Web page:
Drax has announced its intention to build a new hydro power station inside a mountain, which will be housed within a cavern large enough to fit Big Ben on its side.
The energy group has applied for planning consent to build the new underground pumped-storage facility, which would more than double the electricity generating capacity at its ‘Hollow Mountain’ facility in Cruachan, Scotland.
The 600MW power station will increase the site’s total capacity to 1.04GW, and could be operational by the end of the decade.
Around two million tonnes of rock will have to be excavated to create the cavern, tunnels, and other parts of the power station.
The site will provide critical stability services to the power system by acting like a giant water battery, using reversible turbines to pump water from Loch Awe to the upper reservoir on the mountainside, to store excess power from wind farms and other low carbon technologies when supply outstrips demand.
Drax will then use this stored water to generate renewable power when it is needed.
Wind farms are routinely paid to turn off when supply outstrips demand or there is insufficient capacity on the National Grid Transmission System due to a lack of energy storage creating local bottlenecks.
In 2020, enough wind power to supply around a million homes went to waste because of this.
If approved, the infrastructure project will provide critical storage capacity to strengthen the UK’s energy security and support around 900 jobs, requiring six years of construction across the supply chain in a range of industries from quarrying and engineering, to transport and hospitality.
To build the plant, Drax must secure consent under Section 36 of the Electricity Act 1989 from the Scottish Government – a process which will take around one year to complete.
The plans will also require an updated policy and market support mechanism from the UK Government.
The existing lack of a framework for long-duration electricity storage and flexibility technologies means that private investment cannot currently be secured in new pumped storage hydro projects, with no new plants built anywhere in the UK since 1984.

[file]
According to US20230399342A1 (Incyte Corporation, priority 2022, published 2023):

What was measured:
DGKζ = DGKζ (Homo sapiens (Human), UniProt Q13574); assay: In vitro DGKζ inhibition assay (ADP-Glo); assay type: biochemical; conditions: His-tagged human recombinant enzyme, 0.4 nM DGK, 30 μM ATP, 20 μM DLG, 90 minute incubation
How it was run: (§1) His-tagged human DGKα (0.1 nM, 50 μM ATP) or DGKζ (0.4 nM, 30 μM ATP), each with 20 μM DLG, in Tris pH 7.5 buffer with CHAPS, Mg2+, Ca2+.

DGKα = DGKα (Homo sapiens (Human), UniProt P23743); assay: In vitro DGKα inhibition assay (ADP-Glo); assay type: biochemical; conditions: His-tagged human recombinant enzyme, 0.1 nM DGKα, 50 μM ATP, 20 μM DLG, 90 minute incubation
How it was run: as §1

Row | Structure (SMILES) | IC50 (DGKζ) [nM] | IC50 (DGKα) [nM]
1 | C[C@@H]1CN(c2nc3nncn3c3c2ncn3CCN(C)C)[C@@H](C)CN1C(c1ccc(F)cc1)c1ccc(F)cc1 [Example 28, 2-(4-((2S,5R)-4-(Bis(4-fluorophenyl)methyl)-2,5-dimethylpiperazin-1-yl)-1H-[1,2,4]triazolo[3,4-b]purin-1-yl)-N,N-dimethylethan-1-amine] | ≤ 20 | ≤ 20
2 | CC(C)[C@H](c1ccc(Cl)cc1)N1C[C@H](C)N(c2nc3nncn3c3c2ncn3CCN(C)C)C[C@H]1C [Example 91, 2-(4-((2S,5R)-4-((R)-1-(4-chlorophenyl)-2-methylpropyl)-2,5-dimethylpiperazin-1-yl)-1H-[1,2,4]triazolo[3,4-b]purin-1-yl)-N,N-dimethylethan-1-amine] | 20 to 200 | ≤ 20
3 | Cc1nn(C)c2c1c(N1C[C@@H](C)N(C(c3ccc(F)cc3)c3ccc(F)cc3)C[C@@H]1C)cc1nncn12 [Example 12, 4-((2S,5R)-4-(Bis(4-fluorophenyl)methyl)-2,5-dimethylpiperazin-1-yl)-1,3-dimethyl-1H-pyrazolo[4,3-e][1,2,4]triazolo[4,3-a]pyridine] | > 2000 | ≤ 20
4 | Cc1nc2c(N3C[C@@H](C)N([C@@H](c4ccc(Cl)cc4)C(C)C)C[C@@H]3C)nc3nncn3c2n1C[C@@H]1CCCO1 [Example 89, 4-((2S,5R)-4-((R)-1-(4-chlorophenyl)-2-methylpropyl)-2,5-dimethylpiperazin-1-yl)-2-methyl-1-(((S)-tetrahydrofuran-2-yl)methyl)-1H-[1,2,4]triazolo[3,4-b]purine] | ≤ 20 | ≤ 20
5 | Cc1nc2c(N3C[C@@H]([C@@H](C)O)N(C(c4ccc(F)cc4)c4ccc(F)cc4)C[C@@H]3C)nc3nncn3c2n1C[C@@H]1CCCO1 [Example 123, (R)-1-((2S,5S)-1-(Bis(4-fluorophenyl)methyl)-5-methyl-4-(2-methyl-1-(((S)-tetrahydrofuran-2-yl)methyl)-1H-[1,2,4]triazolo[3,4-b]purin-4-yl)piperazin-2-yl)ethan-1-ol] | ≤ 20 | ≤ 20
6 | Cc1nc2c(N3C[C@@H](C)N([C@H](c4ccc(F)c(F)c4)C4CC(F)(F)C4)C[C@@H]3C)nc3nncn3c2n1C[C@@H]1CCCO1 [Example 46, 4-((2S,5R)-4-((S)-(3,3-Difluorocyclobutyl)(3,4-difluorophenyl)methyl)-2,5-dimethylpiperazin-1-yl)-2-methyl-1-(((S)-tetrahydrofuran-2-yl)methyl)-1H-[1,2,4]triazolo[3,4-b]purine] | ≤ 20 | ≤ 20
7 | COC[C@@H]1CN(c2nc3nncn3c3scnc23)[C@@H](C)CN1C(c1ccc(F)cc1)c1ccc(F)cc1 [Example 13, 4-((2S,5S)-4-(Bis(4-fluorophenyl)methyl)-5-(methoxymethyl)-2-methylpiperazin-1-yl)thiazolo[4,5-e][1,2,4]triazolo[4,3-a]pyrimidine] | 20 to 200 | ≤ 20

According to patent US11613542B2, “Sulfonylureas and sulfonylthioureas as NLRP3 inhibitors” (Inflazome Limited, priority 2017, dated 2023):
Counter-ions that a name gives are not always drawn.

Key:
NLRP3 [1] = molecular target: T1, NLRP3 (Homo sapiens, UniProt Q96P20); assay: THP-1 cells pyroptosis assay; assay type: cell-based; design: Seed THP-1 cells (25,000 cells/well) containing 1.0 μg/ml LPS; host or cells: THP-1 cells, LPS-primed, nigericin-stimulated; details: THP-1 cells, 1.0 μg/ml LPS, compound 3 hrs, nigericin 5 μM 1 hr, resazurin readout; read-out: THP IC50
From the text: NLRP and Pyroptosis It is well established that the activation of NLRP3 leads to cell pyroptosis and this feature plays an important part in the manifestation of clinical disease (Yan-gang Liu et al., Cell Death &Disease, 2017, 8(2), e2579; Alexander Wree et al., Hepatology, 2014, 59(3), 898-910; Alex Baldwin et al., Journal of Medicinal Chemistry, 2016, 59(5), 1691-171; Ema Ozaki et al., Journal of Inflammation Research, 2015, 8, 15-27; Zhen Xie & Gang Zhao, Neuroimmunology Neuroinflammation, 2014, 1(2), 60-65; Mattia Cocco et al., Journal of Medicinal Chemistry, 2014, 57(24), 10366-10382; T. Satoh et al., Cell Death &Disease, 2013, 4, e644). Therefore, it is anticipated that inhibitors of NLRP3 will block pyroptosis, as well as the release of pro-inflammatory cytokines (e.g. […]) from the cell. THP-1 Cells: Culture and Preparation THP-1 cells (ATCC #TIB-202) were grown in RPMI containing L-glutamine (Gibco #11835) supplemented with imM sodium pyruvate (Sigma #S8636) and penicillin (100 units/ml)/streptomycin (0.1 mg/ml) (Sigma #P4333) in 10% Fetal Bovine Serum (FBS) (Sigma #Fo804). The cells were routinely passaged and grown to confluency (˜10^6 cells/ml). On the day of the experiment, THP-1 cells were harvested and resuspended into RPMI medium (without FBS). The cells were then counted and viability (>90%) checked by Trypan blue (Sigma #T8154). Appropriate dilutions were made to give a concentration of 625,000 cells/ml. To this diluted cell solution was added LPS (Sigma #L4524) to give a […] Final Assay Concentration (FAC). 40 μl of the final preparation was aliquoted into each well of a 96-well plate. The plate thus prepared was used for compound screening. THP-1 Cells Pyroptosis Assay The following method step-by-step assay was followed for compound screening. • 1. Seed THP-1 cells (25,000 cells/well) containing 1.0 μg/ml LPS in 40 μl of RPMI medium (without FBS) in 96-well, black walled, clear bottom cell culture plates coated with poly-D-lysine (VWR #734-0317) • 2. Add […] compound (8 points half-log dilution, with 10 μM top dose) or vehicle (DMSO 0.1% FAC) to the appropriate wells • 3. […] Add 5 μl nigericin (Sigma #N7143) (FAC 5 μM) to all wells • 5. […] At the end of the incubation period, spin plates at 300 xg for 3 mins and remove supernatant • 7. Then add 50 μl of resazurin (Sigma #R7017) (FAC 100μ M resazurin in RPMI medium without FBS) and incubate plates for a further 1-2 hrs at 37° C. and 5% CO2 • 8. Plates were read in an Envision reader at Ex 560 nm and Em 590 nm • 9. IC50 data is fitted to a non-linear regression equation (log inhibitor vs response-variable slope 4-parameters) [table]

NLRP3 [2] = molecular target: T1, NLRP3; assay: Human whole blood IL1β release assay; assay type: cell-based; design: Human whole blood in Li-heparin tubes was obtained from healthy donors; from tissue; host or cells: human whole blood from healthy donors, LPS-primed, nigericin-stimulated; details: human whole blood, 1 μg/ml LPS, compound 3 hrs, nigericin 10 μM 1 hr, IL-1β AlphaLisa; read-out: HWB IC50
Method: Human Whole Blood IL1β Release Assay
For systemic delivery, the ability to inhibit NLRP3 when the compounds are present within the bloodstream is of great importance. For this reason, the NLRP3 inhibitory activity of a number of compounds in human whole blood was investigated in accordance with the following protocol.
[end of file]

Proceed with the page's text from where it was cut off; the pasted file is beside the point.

No investment decision has yet been taken, and development remains subject to the right regulatory framework with the UK government.
Drax argues that the generation of pumped storage hydro plants can play a major role in reducing emissions and significantly cutting the UK’s reliance on imported gas through their storage and flexibility services.
Ian Kinnaird, Drax’s Scottish assets director, said: “Drax’s plan to expand Cruachan will strengthen the UK’s energy security by enabling more homegrown renewable electricity to come online to power homes and businesses across the country, helping to end our reliance on imports and cut costs.”
Claire Mack, Scottish Renewables chief executive, added: “Pumped storage hydro is a critical technology needed to meet net zero. Over the last decade we have managed to develop the technologies to decarbonise the power system such as wind and solar, but what we really need now is greater flexibility to fully optimise those technologies. That’s why the success of long-duration storage projects such as Cruachan 2 is absolutely vital to Scotland and the whole of the UK.”